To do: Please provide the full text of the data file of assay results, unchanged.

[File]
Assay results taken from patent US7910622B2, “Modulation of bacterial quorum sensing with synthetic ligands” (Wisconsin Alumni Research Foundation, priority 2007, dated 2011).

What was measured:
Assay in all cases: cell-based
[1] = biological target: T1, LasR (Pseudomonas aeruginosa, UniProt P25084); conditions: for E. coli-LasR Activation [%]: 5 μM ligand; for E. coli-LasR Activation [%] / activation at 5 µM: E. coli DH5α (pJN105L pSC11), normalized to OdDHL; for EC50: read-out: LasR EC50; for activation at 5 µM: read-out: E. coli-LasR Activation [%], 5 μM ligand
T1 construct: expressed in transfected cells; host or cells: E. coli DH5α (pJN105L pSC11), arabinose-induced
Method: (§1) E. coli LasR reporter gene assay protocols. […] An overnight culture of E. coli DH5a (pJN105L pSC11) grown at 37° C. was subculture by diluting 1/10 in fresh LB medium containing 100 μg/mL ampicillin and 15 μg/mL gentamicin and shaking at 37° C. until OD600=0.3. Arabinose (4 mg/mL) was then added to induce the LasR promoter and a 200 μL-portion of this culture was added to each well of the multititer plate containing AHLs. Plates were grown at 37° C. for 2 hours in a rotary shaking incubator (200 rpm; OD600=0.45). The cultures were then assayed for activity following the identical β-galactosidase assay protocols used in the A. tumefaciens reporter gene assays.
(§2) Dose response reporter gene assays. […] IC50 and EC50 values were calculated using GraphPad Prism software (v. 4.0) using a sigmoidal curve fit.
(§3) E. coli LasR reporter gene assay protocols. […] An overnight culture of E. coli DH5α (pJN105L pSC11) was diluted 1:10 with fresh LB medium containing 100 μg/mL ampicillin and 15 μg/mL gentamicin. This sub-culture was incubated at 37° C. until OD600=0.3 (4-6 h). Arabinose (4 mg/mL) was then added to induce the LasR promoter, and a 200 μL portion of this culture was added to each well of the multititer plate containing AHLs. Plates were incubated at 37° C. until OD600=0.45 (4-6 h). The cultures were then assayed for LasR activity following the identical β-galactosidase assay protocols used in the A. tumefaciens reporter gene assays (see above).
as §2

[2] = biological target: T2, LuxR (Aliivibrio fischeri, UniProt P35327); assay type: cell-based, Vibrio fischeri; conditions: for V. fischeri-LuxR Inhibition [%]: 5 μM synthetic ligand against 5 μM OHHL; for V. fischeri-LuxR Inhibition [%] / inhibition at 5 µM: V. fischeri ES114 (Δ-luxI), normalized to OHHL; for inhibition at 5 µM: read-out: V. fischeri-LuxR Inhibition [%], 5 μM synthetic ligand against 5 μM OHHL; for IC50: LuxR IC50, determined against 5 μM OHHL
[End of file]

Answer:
Assay results taken from patent US7910622B2, “Modulation of bacterial quorum sensing with synthetic ligands” (Wisconsin Alumni Research Foundation, priority 2007, dated 2011).

What was measured:
Assay in all cases: cell-based
[1] = biological target: T1, LasR (Pseudomonas aeruginosa, UniProt P25084); conditions: for E. coli-LasR Activation [%]: 5 μM ligand; for E. coli-LasR Activation [%] / activation at 5 µM: E. coli DH5α (pJN105L pSC11), normalized to OdDHL; for EC50: read-out: LasR EC50; for activation at 5 µM: read-out: E. coli-LasR Activation [%], 5 μM ligand
T1 construct: expressed in transfected cells; host or cells: E. coli DH5α (pJN105L pSC11), arabinose-induced
Method: (§1) E. coli LasR reporter gene assay protocols. […] An overnight culture of E. coli DH5a (pJN105L pSC11) grown at 37° C. was subculture by diluting 1/10 in fresh LB medium containing 100 μg/mL ampicillin and 15 μg/mL gentamicin and shaking at 37° C. until OD600=0.3. Arabinose (4 mg/mL) was then added to induce the LasR promoter and a 200 μL-portion of this culture was added to each well of the multititer plate containing AHLs. Plates were grown at 37° C. for 2 hours in a rotary shaking incubator (200 rpm; OD600=0.45). The cultures were then assayed for activity following the identical β-galactosidase assay protocols used in the A. tumefaciens reporter gene assays.
(§2) Dose response reporter gene assays. […] IC50 and EC50 values were calculated using GraphPad Prism software (v. 4.0) using a sigmoidal curve fit.
(§3) E. coli LasR reporter gene assay protocols. […] An overnight culture of E. coli DH5α (pJN105L pSC11) was diluted 1:10 with fresh LB medium containing 100 μg/mL ampicillin and 15 μg/mL gentamicin. This sub-culture was incubated at 37° C. until OD600=0.3 (4-6 h). Arabinose (4 mg/mL) was then added to induce the LasR promoter, and a 200 μL portion of this culture was added to each well of the multititer plate containing AHLs. Plates were incubated at 37° C. until OD600=0.45 (4-6 h). The cultures were then assayed for LasR activity following the identical β-galactosidase assay protocols used in the A. tumefaciens reporter gene assays (see above).
as §2

[2] = biological target: T2, LuxR (Aliivibrio fischeri, UniProt P35327); assay type: cell-based, Vibrio fischeri; conditions: for V. fischeri-LuxR Inhibition [%]: 5 μM synthetic ligand against 5 μM OHHL; for V. fischeri-LuxR Inhibition [%] / inhibition at 5 µM: V. fischeri ES114 (Δ-luxI), normalized to OHHL; for inhibition at 5 µM: read-out: V. fischeri-LuxR Inhibition [%], 5 μM synthetic ligand against 5 μM OHHL; for IC50: LuxR IC50, determined against 5 μM OHHL